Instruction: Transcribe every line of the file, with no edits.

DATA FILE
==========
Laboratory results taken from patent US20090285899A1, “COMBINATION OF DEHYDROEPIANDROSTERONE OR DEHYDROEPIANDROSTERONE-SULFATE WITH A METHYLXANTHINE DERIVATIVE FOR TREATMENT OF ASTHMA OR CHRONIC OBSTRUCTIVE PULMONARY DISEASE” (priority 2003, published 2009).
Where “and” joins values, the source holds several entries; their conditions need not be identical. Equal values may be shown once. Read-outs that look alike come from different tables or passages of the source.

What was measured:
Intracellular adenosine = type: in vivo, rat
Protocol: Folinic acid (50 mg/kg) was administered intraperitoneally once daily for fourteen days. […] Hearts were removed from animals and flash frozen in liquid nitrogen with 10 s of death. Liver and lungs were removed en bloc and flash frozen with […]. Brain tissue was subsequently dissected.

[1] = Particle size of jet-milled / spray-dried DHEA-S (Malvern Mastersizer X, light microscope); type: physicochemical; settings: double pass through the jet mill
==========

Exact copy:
Laboratory results taken from patent US20090285899A1, “COMBINATION OF DEHYDROEPIANDROSTERONE OR DEHYDROEPIANDROSTERONE-SULFATE WITH A METHYLXANTHINE DERIVATIVE FOR TREATMENT OF ASTHMA OR CHRONIC OBSTRUCTIVE PULMONARY DISEASE” (priority 2003, published 2009).
Where “and” joins values, the source holds several entries; their conditions need not be identical. Equal values may be shown once. Read-outs that look alike come from different tables or passages of the source.

What was measured:
Intracellular adenosine = type: in vivo, rat
Protocol: Folinic acid (50 mg/kg) was administered intraperitoneally once daily for fourteen days. […] Hearts were removed from animals and flash frozen in liquid nitrogen with 10 s of death. Liver and lungs were removed en bloc and flash frozen with […]. Brain tissue was subsequently dissected.

[1] = Particle size of jet-milled / spray-dried DHEA-S (Malvern Mastersizer X, light microscope); type: physicochemical; settings: double pass through the jet mill